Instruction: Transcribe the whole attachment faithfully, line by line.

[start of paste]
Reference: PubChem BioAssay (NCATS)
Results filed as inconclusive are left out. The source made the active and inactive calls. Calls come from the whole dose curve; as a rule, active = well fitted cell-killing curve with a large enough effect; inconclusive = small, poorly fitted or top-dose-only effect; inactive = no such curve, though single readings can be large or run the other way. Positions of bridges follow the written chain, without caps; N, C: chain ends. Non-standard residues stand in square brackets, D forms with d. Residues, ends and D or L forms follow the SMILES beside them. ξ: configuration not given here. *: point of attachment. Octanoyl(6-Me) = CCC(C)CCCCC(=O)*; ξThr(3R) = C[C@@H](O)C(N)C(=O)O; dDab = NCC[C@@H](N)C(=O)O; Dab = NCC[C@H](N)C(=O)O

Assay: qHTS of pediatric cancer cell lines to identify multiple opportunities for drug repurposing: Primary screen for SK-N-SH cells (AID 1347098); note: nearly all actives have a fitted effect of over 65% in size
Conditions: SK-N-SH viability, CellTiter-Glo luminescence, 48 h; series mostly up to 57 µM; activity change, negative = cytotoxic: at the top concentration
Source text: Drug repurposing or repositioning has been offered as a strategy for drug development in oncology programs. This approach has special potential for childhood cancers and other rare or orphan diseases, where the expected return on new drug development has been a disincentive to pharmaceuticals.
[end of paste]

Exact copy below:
Reference: PubChem BioAssay (NCATS)
Results filed as inconclusive are left out. The source made the active and inactive calls. Calls come from the whole dose curve; as a rule, active = well fitted cell-killing curve with a large enough effect; inconclusive = small, poorly fitted or top-dose-only effect; inactive = no such curve, though single readings can be large or run the other way. Positions of bridges follow the written chain, without caps; N, C: chain ends. Non-standard residues stand in square brackets, D forms with d. Residues, ends and D or L forms follow the SMILES beside them. ξ: configuration not given here. *: point of attachment. Octanoyl(6-Me) = CCC(C)CCCCC(=O)*; ξThr(3R) = C[C@@H](O)C(N)C(=O)O; dDab = NCC[C@@H](N)C(=O)O; Dab = NCC[C@H](N)C(=O)O

Assay: qHTS of pediatric cancer cell lines to identify multiple opportunities for drug repurposing: Primary screen for SK-N-SH cells (AID 1347098); note: nearly all actives have a fitted effect of over 65% in size
Conditions: SK-N-SH viability, CellTiter-Glo luminescence, 48 h; series mostly up to 57 µM; activity change, negative = cytotoxic: at the top concentration
Source text: Drug repurposing or repositioning has been offered as a strategy for drug development in oncology programs. This approach has special potential for childhood cancers and other rare or orphan diseases, where the expected return on new drug development has been a disincentive to pharmaceuticals.